Material accounting policy information focuses on how an entity has applied IFRS to its circumstances. Boilerplate accounting policies that merely duplicate or summarise accounting requirements of IFRS should be removed because they clutter up the financial statements and may sometimes obscure material accounting policy information.
Examples of boilerplate accounting policies include items where there are no accounting policy choices involved, such as income taxes, foreign currency translation, cash and cash equivalents, property, plant and equipment (PPE), provisions for employee benefits, other provisions, current/non-current classification, etc. While there may be no choices in how to account for some of these items, there are judgements involved in their application, which needs to be disclosed. For example, when is revenue recognised, deferred tax assets recognised, development assets capitalised, etc?
So, while material accounting policy information may not be required to explain how items of PPE are capitalised, and how revaluation increments and decrements are recognised, an entity would still be required to explain for material balances of PPE:
  • Whether PPE is subsequently measured at cost or revaluation
  • Depreciation method chosen (straight-line versus reducing balance)
  • Useful lives of PPE asset.
For financial statements for 31 December 2023 onwards, we therefore expect to see a large reduction in the number of accounting policies disclosed.

Remove superfluous accounting policies

Many entities currently disclose comprehensive accounting policy information for transactions and balances that they don’t have in the current year, or the prior year. Typical examples include:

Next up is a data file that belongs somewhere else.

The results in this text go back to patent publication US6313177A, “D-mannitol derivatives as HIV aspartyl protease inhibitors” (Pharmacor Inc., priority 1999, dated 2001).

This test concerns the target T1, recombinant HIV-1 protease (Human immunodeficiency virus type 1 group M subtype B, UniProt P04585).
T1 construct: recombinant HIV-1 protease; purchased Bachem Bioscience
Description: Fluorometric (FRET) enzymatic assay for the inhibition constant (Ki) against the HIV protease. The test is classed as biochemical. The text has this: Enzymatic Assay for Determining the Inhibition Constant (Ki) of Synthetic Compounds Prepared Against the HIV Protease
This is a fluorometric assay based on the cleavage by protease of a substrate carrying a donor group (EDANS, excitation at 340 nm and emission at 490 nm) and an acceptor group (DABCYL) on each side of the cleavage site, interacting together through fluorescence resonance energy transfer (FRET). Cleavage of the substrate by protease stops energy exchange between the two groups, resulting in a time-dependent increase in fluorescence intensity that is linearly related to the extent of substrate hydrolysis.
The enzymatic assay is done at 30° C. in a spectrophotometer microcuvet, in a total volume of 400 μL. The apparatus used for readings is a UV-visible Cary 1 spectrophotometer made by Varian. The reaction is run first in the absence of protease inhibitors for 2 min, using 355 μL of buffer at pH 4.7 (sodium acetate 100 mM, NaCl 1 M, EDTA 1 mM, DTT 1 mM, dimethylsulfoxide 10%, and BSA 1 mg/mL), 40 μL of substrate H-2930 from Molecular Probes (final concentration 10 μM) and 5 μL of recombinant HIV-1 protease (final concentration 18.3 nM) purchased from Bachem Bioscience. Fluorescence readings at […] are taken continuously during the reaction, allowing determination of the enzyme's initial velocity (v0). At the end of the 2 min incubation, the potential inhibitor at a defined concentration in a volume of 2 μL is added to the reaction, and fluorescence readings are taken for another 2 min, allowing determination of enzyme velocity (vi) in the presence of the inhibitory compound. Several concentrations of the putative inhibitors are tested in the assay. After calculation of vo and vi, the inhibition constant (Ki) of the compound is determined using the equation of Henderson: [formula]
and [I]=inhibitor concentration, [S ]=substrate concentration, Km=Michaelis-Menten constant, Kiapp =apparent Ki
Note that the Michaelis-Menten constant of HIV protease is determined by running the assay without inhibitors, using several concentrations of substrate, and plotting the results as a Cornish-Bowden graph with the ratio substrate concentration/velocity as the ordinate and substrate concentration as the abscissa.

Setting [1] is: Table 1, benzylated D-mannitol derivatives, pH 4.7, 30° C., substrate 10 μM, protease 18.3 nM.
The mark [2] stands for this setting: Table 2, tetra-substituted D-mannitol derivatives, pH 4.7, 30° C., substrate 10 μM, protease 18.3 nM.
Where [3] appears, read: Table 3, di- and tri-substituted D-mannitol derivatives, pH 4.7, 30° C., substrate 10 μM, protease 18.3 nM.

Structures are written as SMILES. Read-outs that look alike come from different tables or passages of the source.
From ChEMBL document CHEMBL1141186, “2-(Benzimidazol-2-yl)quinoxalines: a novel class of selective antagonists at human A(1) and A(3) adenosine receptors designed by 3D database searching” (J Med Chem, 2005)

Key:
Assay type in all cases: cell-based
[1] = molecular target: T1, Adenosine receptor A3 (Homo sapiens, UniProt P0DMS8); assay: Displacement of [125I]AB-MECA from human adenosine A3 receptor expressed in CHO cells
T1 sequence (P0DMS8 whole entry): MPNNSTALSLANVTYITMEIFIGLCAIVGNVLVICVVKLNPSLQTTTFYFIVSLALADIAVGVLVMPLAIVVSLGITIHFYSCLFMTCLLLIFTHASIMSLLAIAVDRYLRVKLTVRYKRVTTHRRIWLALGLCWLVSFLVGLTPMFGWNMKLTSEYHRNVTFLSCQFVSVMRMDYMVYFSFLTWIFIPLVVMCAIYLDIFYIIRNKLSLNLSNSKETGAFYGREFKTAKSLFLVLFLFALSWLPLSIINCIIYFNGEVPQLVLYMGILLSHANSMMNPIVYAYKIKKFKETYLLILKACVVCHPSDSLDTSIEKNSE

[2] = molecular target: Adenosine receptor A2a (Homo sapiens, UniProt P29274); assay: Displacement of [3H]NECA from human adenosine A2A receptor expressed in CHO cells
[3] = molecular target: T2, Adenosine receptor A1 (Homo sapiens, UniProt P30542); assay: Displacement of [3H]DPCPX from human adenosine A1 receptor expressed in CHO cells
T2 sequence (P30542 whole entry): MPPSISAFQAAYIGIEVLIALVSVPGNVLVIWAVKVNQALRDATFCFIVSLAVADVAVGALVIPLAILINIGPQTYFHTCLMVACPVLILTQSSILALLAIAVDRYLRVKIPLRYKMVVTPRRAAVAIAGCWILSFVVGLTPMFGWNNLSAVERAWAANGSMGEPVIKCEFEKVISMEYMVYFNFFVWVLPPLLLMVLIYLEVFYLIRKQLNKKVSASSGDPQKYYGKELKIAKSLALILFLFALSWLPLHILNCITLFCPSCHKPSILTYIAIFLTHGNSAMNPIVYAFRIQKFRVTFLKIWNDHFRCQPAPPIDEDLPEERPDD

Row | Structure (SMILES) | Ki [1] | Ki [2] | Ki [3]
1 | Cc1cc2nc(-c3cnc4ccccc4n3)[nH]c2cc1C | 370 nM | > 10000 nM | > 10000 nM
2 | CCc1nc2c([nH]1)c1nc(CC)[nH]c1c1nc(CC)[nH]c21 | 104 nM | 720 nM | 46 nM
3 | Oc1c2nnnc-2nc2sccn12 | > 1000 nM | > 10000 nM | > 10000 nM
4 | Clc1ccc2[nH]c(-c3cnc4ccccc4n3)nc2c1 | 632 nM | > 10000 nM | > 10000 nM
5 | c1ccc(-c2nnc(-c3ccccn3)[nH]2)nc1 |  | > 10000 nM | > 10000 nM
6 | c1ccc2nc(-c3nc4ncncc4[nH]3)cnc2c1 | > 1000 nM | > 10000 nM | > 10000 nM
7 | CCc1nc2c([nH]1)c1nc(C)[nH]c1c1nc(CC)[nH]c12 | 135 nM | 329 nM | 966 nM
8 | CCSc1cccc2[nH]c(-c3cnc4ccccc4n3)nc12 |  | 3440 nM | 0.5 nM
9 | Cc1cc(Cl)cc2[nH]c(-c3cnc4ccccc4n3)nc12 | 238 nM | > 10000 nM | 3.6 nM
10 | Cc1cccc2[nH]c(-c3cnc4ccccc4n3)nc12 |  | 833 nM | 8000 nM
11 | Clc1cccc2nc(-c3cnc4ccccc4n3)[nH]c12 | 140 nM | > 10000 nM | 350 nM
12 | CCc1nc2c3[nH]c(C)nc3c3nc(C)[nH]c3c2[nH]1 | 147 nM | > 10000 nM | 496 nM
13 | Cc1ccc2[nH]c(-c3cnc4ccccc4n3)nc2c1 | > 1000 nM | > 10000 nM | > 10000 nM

• Business combinations
  • Accounting for foreign operations
  • Financial liabilities measured at fair value through profit or loss
  • Impairment
  • Consolidation
  • Non-current assets held for sale and discontinued operations.

These should all be deleted as they comprise immaterial accounting policy information and could obscure material accounting policy information.

How to get started?

We recommend entities avoid a last-minute rush and start work on streamlining accounting policies now.
Firstly, remove all accounting policies that are completely redundant because the entity had none of these related transactions or balances during the period.
Then read each sentence of the remaining policies carefully. Working your way line by line, any information that comes straight out of an Accounting Standard can be deleted unless:
  • It relates to an accounting policy choice
  • It relates to an area where judgement is required
  • It requires tailoring to explain the entity’s complex transaction (such as revenue), or
  • It requires an explanation of how the entity developed an accounting policy under the hierarchy in IAS 8.

More information

Please refer to our previous article, Expect to see a reduction in the amount of accounting policy disclosures for more information.

Need help?

Please contact BDO’s IFRS Advisory team if you require assistance with your accounting policy disclosure.

For more on the above, please contact your local BDO representative.

This article has been based on an article that originally appeared on BDO Australia: Read the original article here.